— -- Donald Trump and Hillary Clinton will begin receiving classified intelligence briefings after the Democratic National Convention in Philadelphia next week, when both candidates have become their respective parties' presidential nominees, senior intelligence officials tells ABC News.
“The briefings are traditionally given after nominating conventions have identified all the candidates,” the official said.
Republican and Democratic presidential and vice presidential nominees have been offered introductory intelligence briefings on national security since 1952, after their parties' national conventions. So Indiana Gov. Mike Pence and Clinton's running mate will receive them as well.
The ritual, organized by the Director of National Intelligence and the White House, is meant to prepare the candidates for the transition of power.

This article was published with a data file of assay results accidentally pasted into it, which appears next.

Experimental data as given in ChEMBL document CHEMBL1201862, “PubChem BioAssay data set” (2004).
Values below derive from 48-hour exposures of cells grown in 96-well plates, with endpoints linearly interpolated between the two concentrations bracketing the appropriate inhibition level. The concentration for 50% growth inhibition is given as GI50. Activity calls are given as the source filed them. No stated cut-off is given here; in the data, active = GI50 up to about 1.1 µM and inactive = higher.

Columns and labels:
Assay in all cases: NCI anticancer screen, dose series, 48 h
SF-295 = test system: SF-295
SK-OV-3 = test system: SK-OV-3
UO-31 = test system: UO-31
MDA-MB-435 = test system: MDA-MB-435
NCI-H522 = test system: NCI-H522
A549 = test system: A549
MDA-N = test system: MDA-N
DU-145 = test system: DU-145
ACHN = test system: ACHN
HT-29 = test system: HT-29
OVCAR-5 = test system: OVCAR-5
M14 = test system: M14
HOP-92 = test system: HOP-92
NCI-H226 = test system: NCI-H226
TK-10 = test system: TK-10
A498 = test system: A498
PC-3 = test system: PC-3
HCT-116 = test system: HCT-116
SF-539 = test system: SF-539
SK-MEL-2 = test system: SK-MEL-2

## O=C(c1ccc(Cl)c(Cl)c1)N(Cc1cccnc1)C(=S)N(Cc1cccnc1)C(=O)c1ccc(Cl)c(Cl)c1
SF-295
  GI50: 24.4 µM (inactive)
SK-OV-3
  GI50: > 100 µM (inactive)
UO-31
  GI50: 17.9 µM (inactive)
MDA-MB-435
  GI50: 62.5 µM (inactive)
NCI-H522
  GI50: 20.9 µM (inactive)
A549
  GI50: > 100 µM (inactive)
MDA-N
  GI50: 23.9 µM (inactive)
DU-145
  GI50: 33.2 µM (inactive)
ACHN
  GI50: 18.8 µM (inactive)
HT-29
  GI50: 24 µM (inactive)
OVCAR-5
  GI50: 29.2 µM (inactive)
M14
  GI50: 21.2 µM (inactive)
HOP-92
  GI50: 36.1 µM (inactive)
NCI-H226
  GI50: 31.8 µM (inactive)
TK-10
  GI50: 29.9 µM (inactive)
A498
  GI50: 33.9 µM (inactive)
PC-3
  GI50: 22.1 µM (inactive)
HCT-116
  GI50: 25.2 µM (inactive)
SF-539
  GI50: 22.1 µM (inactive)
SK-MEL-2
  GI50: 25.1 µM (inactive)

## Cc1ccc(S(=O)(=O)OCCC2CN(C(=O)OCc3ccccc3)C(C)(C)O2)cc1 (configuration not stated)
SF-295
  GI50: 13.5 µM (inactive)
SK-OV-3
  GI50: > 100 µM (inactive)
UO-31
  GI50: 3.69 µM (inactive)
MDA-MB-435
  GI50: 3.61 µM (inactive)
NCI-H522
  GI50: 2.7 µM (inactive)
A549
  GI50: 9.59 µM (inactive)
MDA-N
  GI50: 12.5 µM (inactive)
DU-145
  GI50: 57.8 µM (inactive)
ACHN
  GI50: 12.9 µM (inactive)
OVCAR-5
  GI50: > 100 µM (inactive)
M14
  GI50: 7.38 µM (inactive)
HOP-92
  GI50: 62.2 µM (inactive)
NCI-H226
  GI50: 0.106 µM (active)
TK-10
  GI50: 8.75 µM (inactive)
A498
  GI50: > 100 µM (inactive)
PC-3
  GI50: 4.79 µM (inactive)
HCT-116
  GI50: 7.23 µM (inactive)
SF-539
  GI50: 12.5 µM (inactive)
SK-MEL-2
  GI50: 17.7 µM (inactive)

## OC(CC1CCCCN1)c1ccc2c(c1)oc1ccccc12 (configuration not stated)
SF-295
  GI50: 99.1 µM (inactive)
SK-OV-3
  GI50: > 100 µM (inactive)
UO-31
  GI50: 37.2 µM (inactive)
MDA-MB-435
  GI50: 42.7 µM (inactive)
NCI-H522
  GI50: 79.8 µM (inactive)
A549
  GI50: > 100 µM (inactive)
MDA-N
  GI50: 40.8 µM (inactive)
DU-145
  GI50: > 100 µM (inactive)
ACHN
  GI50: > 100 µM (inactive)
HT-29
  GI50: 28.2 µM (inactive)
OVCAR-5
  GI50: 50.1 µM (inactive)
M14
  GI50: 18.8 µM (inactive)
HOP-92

Former intelligence officials have expressed reservations about Trump and Clinton receiving the briefings, concerned about their ability to handle classified information.
Congressional Republicans, following the FBI probe into Clinton's handling of classified information on her private server, have sought to block the presumptive Democratic nominee's access to classified intelligence.
House Speaker Paul Ryan, R-Wisconsin, wrote a letter to James Clapper, the director of National Intelligence, requesting that Clinton be denied access to such briefings, but was rebuffed.
“Briefings for the candidates will be provided on an even-handed, non-partisan basis,” the DNI said in its response to Ryan earlier this month.
FBI Director James Comey cleared Clinton of any criminal wrongdoing, but said she and her staff were "extremely careless" with their handling of classified information.